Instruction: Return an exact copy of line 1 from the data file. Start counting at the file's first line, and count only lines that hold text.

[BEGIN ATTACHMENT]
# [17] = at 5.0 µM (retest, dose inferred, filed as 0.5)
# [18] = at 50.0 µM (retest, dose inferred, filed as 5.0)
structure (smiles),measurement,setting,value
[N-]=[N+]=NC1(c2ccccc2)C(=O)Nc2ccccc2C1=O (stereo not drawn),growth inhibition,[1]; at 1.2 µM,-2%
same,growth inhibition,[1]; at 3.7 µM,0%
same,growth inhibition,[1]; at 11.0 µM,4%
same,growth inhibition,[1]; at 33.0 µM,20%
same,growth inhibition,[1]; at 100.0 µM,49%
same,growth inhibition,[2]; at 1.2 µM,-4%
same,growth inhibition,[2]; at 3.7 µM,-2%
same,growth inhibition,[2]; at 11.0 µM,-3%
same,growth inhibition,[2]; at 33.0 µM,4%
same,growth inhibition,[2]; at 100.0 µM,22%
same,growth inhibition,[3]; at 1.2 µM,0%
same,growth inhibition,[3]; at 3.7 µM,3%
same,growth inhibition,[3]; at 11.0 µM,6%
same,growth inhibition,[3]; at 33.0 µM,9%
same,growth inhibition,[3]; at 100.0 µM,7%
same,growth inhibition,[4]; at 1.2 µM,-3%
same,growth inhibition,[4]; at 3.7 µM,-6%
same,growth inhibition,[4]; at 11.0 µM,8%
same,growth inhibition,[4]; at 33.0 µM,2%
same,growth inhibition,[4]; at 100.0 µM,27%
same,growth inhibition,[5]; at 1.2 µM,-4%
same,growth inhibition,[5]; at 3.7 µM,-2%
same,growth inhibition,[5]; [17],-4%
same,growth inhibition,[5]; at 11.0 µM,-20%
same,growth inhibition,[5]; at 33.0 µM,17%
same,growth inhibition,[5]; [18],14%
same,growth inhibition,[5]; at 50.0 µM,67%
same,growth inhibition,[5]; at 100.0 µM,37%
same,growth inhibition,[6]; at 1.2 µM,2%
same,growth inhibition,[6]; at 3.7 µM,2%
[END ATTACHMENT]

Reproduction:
# [17] = at 5.0 µM (retest, dose inferred, filed as 0.5)